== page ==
Sat, 01/15/2011 - 14:16

Edited Sat, 01/15/2011 - 14:26.

Lucas, both
by aj builder, Upstate NY Zone 6a

Helpful? -1

Any nozzle that I have used will increase velocity and decrease quantity at the same time. Via conservation of energy some side effects to balance out equations are change in temperature of such things as the nozzle getting warmer, the fluid getting warmer. As to homes, the level of pressures being discussed and the difference in pressures being so little, that in engineering we would just not work with certain aspects of all as being variable to a point of being worth the effort to figure. I have been away from class too long to do all the math for you but in the real world of nozzles, changing to smaller holes only leads to less going thru the hole at a higher velocity.

Speaking of engineering on a site with builders... I have recently picked up a digital caliper made by General Tools. I am building cabinets with it and it is helping me with going between mm and inches as I am using all Blum hardware which specs dimensions in mm. What a fine instrument for the dollars. If you need to be at 5/32 or 20mm, no problemo. Done. No finish carpenter/cabinet maker should be without one.

General makes lots of neat tools. My caliper came from HD.

http://www.generaltools.com/Products/Fraction-plus--Digital-Fractional-Caliper-(6)__147.aspx


30.
Sat, 01/15/2011 - 15:27

Flow through leak nonlinear with pressure drop
by Dick Russell

Helpful? 0

One may reason that sealing some of the holes in a house's envelope reduces net flow through the house and thus lets it support a greater pressure differential at places away from the neutral plane. This would tend to increase the flow through unsealed orifices. However, pressure drop across an orfice varies with the square of velocity (IIRC). As a first approximation, I would expect inward flow through a hole to go up with the square root of the fraction increase in pressure drop.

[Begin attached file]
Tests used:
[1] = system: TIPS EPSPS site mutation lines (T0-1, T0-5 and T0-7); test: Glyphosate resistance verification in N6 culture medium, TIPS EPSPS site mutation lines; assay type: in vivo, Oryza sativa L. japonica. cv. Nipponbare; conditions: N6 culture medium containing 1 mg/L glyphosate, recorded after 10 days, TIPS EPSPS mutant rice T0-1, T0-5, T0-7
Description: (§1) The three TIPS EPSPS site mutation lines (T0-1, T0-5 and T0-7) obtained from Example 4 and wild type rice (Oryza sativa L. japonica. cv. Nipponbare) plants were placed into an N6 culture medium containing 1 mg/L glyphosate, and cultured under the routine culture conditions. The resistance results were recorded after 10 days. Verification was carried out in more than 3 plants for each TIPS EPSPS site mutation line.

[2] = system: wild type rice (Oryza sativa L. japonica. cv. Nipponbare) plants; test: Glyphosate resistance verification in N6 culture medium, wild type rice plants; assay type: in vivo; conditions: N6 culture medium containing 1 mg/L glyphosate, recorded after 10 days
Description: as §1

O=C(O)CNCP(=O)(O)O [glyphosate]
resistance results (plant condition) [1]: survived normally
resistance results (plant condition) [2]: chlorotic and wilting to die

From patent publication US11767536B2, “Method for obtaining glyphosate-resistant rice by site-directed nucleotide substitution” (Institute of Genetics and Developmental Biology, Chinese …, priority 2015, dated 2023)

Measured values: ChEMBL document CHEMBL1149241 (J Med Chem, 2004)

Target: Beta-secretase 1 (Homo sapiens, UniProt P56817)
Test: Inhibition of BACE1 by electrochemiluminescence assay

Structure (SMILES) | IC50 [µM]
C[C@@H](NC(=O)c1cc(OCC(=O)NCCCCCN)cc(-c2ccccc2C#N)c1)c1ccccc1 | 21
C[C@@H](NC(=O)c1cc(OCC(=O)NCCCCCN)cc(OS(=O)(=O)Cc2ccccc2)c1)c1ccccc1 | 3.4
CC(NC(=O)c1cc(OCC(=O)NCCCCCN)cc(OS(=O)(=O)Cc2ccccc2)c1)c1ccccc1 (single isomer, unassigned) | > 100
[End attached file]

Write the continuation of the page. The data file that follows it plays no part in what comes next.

Anyway, the increase in pressure drop across the envelope won't go up linearly with fraction of holes that are plugged. As a large number of leaks in a house are plugged one by one, I would expect the supportable pressure gradient to approach some limit asymptotically.

Imagine a limiting case, with just two small and equally sized holes in the upper floor ceiling leaking air out and another two down low leaking air in. If you plug one hole up and one hole down, you cut the number of holes in half, but the pressure gradient change is essentially nil, so the air leakage through each of the remaining holes stays the same and the total leakage essentially is cut in half.


31.
Sat, 01/15/2011 - 17:08

Calking Mudsill
by Ross Neuman

Helpful? 0

Martin comments that "Most builders know the importance of installing sill-seal between the top of the foundation wall and the mudsill. If the sill-seal is ineffective, this joint may need to be caulked or sealed from the inside with spray foam". Here in BC, Canada the sill plate is typically sealed with a closed cell foam gasket between the foundation wall and the sill plate (which is usually not pressure treated). This gasket is typically wider than the sill plate and serves as both an air seal and a moisture seal between the concrete and the plate. I would also like to calk the sill plate for added protection against air leaks but am uncertain how best to do this. If I trim back the sill gasket to give a clean edge where the sill plate meets the concrete to use spray foam I am concerned that I will have compromised the moisture seal at this point especially if the foam ever becomes damaged. If I do not trim the sill seal I am unlikely to get a continuous foam seal. Comments?


32.
Sun, 01/16/2011 - 06:46

Wide sill seal gasket
by Martin Holladay, GBA Advisor

Helpful? 0

Ross Neuman,
Do you have any evidence that air is leaking at this location? If not, don't worry.

If a blower-door test (or direct observation) shows this crack to be an air leakage location, I would trim back the gasket with a sharp utility-knife blade (back to the mudsill), and seal the crack from the interior with high quality caulk or spray foam.


33.
Sun, 01/16/2011 - 11:07

reply to Lucas Durand
by Michael Blasnik

Helpful? 1

No, the Venturi effect is about flow through pipes, not natural infiltration in a house. They are very different situations. The pressure differences acting across leaks in homes are determined by the magnitude of the driving forces (wind speed, temperature difference, unbalanced ventilation) and the requirement that the amount of air leaking in equals the amount leaking out. The distribution of locations of the holes will affect the pressure in the home needed to maintain this mass balance.